The Truth About “Trench Mouth” In Stressed Out People

“Trench Mouth”

Acute Necrotizing Ulcerative Gingivitis (ANUG), more commonly known as “trench mouth” for its common occurrence among soldiers in the trenches during World War I, is a painful gum disease caused by the gram negative bacteria known as spirochetes.

Trench mouth is commonly associated with stress and acute anxiety, which, for teens, can take place around exam times, but it can occur in anyone going through an acute period of stress — if the underlying conditions are right.

It is often associated with an underlying or pre-existing minor gingivitis in individuals who may have not been taking good care of their oral health, brushing, flossing and getting regular dental checkups and cleanings. ANUG is also commonly associated with smoking, which seems to dry the mouth and change the bacterial flora — the normal bacteria that reside in the mouth, and is even necessary for health.

Trench Mouth Symptoms:

  • Severe gum pain
  • Bleeding from gums when they’re pressed even slightly
  • Red or swollen gums
  • Pain when eating or swallowing
  • A gray film on your gums
  • Crater-like sores (ulcers) between your teeth and on your gums
  • A foul taste in mouth
  • Bad breath
  • Fever
  • Swollen lymph nodes around your head, neck or jaw
Acute Necrotizing Ulcerative Gingivitis

Acute Necrotizing Ulcerative Gingivitis

Trench Mouth Disease Treatment (ANUG)

ANUG is very treatable and completely reversible if caught early. Most importantly, contact your dentist or a periodontist (a dentist specializing in the diagnosis and treatment of gum diseases), to confirm that this is indeed what you have. Although ANUG is quite easy to diagnose by a trained professional, there are other conditions that it could be confused with, which range from viral infection to localized malignancy (cancer).

Treatment is aimed first at relieving the symptoms and then the underlying or predisposing conditions that led to it. Non-steroidal anti-inflammatory and pain controlling medication of the aspirin and ibuprofen family are ideal for this situation, in addition to prescription antibiotics. Metronidazole is an antibiotic that works well to kill the specific bacteria associated with ANUG; amoxicillin is broad-spectrum penicillin that also works well in treating the acute phase. These are antibiotics that must be taken orally to work their way through the body. Taken together with chlorhexidine, a prescription antibacterial mouthrinse, and saline (mild saltwater) rinses, symptoms should abate within 24 to 48 hours.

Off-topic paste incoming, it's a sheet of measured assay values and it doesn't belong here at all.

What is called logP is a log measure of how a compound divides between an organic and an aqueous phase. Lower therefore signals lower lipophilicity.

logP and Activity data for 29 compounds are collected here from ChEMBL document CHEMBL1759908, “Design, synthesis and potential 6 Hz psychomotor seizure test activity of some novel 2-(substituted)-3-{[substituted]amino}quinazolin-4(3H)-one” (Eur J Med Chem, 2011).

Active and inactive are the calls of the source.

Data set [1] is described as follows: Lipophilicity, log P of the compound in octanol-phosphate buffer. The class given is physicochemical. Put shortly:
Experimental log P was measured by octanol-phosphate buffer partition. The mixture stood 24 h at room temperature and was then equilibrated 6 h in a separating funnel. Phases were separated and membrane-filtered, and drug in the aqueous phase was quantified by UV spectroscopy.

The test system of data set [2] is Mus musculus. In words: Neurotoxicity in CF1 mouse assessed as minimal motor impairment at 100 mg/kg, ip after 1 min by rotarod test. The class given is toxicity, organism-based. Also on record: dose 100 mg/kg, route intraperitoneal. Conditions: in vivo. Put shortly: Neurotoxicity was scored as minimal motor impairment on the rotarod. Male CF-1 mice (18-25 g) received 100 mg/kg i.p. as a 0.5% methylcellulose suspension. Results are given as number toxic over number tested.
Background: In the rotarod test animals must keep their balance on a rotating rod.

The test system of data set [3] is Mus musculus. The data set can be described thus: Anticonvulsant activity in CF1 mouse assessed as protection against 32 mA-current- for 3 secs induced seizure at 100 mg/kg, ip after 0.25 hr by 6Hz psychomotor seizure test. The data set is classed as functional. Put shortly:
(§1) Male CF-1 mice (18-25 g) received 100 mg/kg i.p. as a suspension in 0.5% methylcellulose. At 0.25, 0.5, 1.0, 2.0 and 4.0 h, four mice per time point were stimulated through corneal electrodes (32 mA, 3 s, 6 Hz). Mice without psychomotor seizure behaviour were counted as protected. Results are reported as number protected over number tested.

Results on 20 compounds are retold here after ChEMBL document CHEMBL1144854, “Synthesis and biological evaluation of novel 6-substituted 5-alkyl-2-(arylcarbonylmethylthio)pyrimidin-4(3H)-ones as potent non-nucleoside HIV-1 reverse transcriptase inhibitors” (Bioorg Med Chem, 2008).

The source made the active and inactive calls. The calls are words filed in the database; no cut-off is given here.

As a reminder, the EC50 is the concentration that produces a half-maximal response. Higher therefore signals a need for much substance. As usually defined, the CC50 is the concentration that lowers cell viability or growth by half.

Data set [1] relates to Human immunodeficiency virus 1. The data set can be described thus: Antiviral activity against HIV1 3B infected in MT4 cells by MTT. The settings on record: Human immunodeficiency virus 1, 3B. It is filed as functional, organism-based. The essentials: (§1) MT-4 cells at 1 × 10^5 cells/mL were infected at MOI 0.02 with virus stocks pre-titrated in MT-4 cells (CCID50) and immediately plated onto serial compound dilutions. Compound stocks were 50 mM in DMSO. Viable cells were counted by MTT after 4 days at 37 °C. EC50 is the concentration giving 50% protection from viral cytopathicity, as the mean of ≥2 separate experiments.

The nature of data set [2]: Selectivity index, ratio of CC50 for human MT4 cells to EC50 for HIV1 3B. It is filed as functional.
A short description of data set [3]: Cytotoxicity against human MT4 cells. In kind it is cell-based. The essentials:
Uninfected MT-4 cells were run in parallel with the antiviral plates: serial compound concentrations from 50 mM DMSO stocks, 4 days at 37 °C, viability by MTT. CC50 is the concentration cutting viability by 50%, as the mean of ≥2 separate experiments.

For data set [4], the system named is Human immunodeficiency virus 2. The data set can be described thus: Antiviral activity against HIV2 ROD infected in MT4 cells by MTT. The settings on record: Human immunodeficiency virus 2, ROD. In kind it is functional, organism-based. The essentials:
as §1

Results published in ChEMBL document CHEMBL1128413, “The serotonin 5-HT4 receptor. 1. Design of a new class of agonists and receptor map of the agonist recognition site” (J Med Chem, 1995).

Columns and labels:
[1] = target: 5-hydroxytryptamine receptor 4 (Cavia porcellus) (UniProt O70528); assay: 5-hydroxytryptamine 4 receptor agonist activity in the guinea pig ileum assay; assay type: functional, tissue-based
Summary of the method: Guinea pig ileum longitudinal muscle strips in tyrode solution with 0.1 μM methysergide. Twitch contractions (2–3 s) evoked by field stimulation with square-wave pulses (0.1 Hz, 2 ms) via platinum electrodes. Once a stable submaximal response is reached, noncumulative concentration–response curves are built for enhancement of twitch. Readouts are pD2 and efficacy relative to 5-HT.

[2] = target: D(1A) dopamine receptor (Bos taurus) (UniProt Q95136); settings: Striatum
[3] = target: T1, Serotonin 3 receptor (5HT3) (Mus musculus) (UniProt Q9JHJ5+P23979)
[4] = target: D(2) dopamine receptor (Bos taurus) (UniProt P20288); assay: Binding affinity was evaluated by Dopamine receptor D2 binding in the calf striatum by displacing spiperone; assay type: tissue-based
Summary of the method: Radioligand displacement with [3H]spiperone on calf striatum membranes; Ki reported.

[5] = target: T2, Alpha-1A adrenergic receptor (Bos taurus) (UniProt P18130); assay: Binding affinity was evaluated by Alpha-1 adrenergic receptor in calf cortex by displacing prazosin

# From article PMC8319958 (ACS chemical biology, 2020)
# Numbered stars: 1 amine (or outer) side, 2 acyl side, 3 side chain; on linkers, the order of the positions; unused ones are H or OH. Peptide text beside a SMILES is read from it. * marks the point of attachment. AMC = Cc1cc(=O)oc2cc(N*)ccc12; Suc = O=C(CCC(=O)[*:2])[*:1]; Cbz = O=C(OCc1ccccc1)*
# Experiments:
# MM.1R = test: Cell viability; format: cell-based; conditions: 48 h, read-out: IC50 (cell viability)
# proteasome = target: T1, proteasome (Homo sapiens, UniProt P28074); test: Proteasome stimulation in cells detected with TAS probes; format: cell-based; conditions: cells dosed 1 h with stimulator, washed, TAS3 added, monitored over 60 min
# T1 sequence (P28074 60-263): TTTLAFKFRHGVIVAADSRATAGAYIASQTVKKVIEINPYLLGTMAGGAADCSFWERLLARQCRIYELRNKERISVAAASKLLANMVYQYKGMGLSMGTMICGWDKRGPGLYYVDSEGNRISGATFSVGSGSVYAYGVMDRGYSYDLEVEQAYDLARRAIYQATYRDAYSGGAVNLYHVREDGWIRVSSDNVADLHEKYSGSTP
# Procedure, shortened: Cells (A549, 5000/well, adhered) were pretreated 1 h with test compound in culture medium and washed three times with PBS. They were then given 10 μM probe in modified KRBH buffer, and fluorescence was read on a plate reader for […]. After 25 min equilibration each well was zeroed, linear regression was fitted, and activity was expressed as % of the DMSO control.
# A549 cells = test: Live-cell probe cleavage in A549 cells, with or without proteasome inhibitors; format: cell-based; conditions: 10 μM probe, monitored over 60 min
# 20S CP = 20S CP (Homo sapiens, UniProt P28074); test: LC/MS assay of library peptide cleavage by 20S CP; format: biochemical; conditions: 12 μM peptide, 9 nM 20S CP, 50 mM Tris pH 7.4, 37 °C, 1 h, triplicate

It is also important to treat the underlying conditions that led to the ANUG in the first place. Good oral hygiene including training in brushing and flossing technique, together with treatment for any underlying chronic gingivitis, generally by thoroughly and meticulously removing stain, bacterial biofilm and calculus (tartar) from the teeth, will allow the gums to heal. In addition, if there is underlying periodontal disease this should also be treated. Quitting smoking, getting rest and maintaining good nutrition are also important.

If only the acute symptoms are relieved, or only the acute phase is treated, the condition can become chronic. The papillae (triangle of gum in between the teeth), which initially becomes ulcerated and necrotic, will not heal and will become permanently lost or blunted. Chronic necrotizing ulcerative gingivitis can affect the deeper structures becoming chronic necrotizing ulcerative periodontitis, particularly if there is a pre-existing periodontitis, with both gum tissue and tooth supporting bone loss.

Therefore, it is very important to see your dentist or periodontist immediately to have this treated before the condition becomes serious.

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